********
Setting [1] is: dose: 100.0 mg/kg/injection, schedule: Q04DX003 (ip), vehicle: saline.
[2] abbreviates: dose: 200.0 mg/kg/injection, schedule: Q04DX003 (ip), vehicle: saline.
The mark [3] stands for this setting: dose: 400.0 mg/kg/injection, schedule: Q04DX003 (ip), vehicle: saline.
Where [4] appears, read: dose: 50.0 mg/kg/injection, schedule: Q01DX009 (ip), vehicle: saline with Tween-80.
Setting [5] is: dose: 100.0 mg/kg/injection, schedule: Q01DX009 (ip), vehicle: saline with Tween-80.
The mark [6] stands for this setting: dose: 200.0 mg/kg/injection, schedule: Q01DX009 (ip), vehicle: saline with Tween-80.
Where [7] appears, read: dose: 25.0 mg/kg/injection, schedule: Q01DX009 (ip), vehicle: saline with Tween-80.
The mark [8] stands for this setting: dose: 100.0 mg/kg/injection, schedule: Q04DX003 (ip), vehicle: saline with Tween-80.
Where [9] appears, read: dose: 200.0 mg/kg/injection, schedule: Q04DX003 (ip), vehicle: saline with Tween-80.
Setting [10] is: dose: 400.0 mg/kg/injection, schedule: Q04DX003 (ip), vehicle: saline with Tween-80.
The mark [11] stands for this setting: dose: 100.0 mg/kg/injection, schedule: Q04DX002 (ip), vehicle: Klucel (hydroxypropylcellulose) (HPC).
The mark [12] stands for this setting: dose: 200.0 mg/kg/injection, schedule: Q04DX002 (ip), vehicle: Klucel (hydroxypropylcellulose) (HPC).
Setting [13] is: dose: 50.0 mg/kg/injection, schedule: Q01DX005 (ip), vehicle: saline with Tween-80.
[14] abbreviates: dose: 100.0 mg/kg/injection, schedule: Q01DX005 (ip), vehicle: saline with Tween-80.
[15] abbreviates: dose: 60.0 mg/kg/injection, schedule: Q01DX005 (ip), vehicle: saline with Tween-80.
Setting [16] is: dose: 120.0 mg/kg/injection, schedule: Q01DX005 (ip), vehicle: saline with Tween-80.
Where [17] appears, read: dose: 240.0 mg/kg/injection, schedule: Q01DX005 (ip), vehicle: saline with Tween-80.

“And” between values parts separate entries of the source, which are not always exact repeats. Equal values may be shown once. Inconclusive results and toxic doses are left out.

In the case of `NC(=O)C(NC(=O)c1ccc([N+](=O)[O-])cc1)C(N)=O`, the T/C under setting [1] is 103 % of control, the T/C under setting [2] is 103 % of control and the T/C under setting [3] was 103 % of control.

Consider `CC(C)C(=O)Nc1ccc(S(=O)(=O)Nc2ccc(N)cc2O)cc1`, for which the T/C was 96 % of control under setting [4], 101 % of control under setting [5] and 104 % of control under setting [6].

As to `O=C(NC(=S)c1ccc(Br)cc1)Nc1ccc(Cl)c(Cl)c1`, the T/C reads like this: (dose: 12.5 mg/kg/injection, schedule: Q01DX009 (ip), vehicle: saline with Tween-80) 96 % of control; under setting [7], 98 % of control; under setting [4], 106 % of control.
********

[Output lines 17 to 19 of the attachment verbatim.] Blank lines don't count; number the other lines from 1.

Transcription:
Where [17] appears, read: dose: 240.0 mg/kg/injection, schedule: Q01DX005 (ip), vehicle: saline with Tween-80.

“And” between values parts separate entries of the source, which are not always exact repeats. Equal values may be shown once. Inconclusive results and toxic doses are left out.

In the case of `NC(=O)C(NC(=O)c1ccc([N+](=O)[O-])cc1)C(N)=O`, the T/C under setting [1] is 103 % of control, the T/C under setting [2] is 103 % of control and the T/C under setting [3] was 103 % of control.